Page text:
Key phrase there. Of course places are subject to change.... (p.s. Westport [in CT] & Greenport [out in LI] are both one word.... ) I've never known it to be anything but (that).... As far as feel or things of that nature, when I think of Port Richmond, I think of its corresponding named avenue... The commercial sector of that road could stand to undergo some sort of revitalizing or something (and that's being VERY nice about it).....
  32. 1 point
    I agree. The only time I go north of Post is when I need to take the buses near Castleton Ave.
  33. 1 point
    Hours. Like Trainmaster said some jobs pay more than 8 hours which are known as “penalty” jobs. You get paid for every minute you’re working. Lines like the 2,3,4,5 have a lot of penalty jobs. On the 2 for example you could be working a job that pays for 9:30 mins and then something happens that forces you to clear 1 hour later. Now you just made 10:30 mins of pay, plus you get a bonus of 30 extra mins since they’ll divide the hour in half and pay you for that. The 1 line has a lot of jobs that only pays 8 hours.
  34. 1 point
    Alright, bear with me, but this is going to get real crayon-y. BRONX: Swap the and . This Pelham Line cuts from Westchester > 163rd > Westchester. This WPR stays on Southern. Hunts Point Av is a major transfer station on the scale of Jackson Heights. Lexington Av Local - to Wakefield and to Dyre. Lexington Av Express - to Woodlawn and to BPK. Seventh Av Express - to Parkchester and express to PBP. WESTERN QUEENS/NORTH OF MIDTOWN: 60th St tunnel is four tracks. Flushing line is four tracks. They're connected and the entire thing is BMT. Local tracks take over the Whitestone Branch to Malba. Express tracks terminate at Broadway LIRR. 42nd St Line goes to Astoria. 53rd St is four tracks the entire length. The Sixth Avenue Line becomes the Queens Blvd local tracks. All four tracks head under Broadway, there is no express diversion via Northern. 63rd St does not exist in this timeline. Crosstown line terminates at a lower level of Queens Plaza. Queensboro Plaza and Queens Plaza are one station. DOWNTOWN MANHATTAN/DOWNTOWN BROOKLYN Cranberry St tunnel is four tracks. But not in the way you'd think. Express tracks are 8th Av express and local tracks are Broadway local. There are platforms at Atlantic Barclays to connect with the BMT and IRT. 8th Av local goes over the Broadway Line south of Cortlandt St. After Montague there are two branches: the 4th Avenue local and the Myrtle Avenue elevated. Through service from the Nassau Street Line to Myrtle Av does not exist. The Crosstown Line is an el using Manhattan Av, the BQE, and Bedford Av before joining up with the Franklin Av El, which is still ten cars long. EASTERN BROOKLYN AND QUEENS Instead of the Fulton Avenue Line replacing the Fulton El east of East New York, it replaces the Jamaica El. There are four tracks running from Downtown Brooklyn to Woodhaven Blvd. At this point, the express tracks go down the former Rockaway Beach Branch to the Rockaways. The local tracks proceed to Jamaica via Jamaica Avenue. Downtown Jamaica looks very different. There are four tracks underneath Hillside; the Queens Blvd express runs onto the Hillside Av express. The Fulton/Jamaica local is the Hillside local. The Queens Blvd local runs underneath Jamaica Av and ends at 157/Liberty. The Nassau St line runs over the Broadway el onto the three-tracked remains of the eastern Fulton Avenue El. There is no skip stop, but a <J> express from Lefferts Blvd runs during the peak hours. And that concludes this episode of Wallyhorsin Around. Maybe I'll get bored and do a map of this.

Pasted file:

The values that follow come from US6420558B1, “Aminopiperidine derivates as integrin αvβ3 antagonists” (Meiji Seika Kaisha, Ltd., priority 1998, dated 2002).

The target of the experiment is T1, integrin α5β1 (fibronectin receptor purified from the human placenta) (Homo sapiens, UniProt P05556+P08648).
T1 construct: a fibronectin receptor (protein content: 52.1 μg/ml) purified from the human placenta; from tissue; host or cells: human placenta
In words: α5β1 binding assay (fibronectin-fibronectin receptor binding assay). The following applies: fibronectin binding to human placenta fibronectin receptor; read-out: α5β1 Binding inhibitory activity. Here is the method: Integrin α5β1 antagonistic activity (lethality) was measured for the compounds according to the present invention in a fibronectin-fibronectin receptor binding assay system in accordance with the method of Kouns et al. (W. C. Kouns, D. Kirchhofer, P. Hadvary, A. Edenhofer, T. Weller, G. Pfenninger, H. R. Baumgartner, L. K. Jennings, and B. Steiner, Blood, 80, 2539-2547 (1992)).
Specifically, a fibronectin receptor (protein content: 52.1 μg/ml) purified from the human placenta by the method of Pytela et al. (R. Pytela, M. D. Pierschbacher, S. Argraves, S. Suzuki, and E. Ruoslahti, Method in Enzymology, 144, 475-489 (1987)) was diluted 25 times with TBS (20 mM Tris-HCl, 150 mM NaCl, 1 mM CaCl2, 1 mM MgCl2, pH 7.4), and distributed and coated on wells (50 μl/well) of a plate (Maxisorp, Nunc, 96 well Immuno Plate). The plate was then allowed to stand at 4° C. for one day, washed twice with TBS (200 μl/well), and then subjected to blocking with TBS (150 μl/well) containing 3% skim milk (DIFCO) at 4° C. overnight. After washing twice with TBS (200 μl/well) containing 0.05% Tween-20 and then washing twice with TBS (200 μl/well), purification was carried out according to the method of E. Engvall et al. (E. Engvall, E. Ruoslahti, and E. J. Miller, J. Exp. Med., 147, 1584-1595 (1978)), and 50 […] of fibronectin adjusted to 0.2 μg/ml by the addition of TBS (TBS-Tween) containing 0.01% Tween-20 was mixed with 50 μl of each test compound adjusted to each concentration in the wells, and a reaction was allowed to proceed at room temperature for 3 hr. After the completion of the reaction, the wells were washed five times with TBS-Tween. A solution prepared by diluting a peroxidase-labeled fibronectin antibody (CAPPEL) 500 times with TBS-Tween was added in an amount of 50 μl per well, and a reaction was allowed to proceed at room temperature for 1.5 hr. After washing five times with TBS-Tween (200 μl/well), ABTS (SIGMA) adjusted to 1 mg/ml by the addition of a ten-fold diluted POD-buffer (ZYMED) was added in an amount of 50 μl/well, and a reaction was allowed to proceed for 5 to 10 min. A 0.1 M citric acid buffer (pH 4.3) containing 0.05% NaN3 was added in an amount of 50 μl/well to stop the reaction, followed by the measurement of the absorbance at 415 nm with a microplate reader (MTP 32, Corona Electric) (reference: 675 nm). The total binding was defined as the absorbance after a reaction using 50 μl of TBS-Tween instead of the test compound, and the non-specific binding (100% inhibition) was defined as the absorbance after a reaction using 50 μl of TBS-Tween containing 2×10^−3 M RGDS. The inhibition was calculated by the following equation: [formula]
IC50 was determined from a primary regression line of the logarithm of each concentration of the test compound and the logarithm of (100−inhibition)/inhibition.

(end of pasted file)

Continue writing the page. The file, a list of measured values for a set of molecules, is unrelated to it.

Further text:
35. 1 point
    Calvin, Per your roster, please add #8232, #8235-8236, #8238-8240...they have bike racks. I saw them as I paid a visit to Castleton today. #8232, #8235-8236 and #8238 were all on the S53 today.
  36. 1 point
    Let me start off by saying this is a discussion for the Fleet & Depots thread. If you made a general discussion post recently and no longer see it here, it’s because I removed it. This conversation will be moved for reference. This is the ONLY conversation that will be moved. All others will simply be removed, and your posting privileges will subject to immediate suspension. At this point these buses (XDE40’s) aren’t being tested. These are production pilot buses for the upcoming order, not test buses. This is actually a direct competition and evaluation between the different hybrid systems. I’m 100% percent sure we will get more XDE40’s, and if Nova drops the price of their hybrids we will get a split order with Nova LFS hybrids as well. Those would/will go to the Bronx and Queens. Quill is getting new hybrids (see hybrid deployment plans on the first page of fleet and depots). When they arrive, they will be assigned Quill, so it makes sense for a couple depots to get and evaluate at least one BAE unit and one Allison unit. What I will be waiting for is Ulmer Park. Theses will be their first hybrids. Nothing was ever mentioned about hybrids, yet this was a given seeing that they will go to all divisions except Staten Island. The original electric plans were for Quill and GA to swap fleets 18 months into testing. When I last checked, this was put on hold due to the the fact that the Proterra has not passed the BTE as of yet. New Flyer on the other hand has, and in the process, test bus 0011 has returned to NFI and now serves as the configuration audit bus for the XE60 order, which will NOT have pilots. The lead buses will be similar to pilots for configuration audit and finalization. One will test in service for 60 days on the M14, then the rest will follow. Once TA has successfully burned all the buses in, finalized testing for outer-borough operations, a couple will start to head out to the other 4 boroughs for testing. MTA has also opted to put on hold the ordering of any en-route chargers for the time being, and will test out M14 the logistics and operational viability of charging them with the existing leased chargers being used for the M42 and M50 runs. After the lease is up, MTA can then purchase chargers and deploy them based on the assignments of the 45 XE40’s that are pending unless Proterra passes the brake test in the next 10 months.